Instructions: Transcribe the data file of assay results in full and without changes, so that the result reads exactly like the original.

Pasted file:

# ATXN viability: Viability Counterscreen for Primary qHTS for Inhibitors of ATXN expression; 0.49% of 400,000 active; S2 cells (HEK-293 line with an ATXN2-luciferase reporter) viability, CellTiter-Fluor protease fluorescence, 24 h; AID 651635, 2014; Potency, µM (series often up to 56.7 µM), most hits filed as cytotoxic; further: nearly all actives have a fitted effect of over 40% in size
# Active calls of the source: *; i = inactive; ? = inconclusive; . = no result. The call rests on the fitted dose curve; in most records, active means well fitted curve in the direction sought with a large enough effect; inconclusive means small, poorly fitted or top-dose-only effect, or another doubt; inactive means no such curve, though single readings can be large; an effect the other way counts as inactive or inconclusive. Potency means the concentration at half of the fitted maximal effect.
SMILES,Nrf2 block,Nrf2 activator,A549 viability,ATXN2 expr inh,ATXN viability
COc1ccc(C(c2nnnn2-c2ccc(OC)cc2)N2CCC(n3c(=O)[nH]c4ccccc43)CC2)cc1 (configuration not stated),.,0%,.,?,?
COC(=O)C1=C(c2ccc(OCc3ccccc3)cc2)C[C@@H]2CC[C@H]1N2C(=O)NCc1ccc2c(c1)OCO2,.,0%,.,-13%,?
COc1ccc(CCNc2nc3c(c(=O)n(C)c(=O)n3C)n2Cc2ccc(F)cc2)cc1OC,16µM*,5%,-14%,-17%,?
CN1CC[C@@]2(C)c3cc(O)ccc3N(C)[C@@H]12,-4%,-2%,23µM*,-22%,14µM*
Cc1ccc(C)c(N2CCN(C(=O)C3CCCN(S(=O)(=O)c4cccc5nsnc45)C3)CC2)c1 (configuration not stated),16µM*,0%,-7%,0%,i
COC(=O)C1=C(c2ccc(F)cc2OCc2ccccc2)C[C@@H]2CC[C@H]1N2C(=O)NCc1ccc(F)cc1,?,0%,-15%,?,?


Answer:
# ATXN viability: Viability Counterscreen for Primary qHTS for Inhibitors of ATXN expression; 0.49% of 400,000 active; S2 cells (HEK-293 line with an ATXN2-luciferase reporter) viability, CellTiter-Fluor protease fluorescence, 24 h; AID 651635, 2014; Potency, µM (series often up to 56.7 µM), most hits filed as cytotoxic; further: nearly all actives have a fitted effect of over 40% in size
# Active calls of the source: *; i = inactive; ? = inconclusive; . = no result. The call rests on the fitted dose curve; in most records, active means well fitted curve in the direction sought with a large enough effect; inconclusive means small, poorly fitted or top-dose-only effect, or another doubt; inactive means no such curve, though single readings can be large; an effect the other way counts as inactive or inconclusive. Potency means the concentration at half of the fitted maximal effect.
SMILES,Nrf2 block,Nrf2 activator,A549 viability,ATXN2 expr inh,ATXN viability
COc1ccc(C(c2nnnn2-c2ccc(OC)cc2)N2CCC(n3c(=O)[nH]c4ccccc43)CC2)cc1 (configuration not stated),.,0%,.,?,?
COC(=O)C1=C(c2ccc(OCc3ccccc3)cc2)C[C@@H]2CC[C@H]1N2C(=O)NCc1ccc2c(c1)OCO2,.,0%,.,-13%,?
COc1ccc(CCNc2nc3c(c(=O)n(C)c(=O)n3C)n2Cc2ccc(F)cc2)cc1OC,16µM*,5%,-14%,-17%,?
CN1CC[C@@]2(C)c3cc(O)ccc3N(C)[C@@H]12,-4%,-2%,23µM*,-22%,14µM*
Cc1ccc(C)c(N2CCN(C(=O)C3CCCN(S(=O)(=O)c4cccc5nsnc45)C3)CC2)c1 (configuration not stated),16µM*,0%,-7%,0%,i
COC(=O)C1=C(c2ccc(F)cc2OCc2ccccc2)C[C@@H]2CC[C@H]1N2C(=O)NCc1ccc(F)cc1,?,0%,-15%,?,?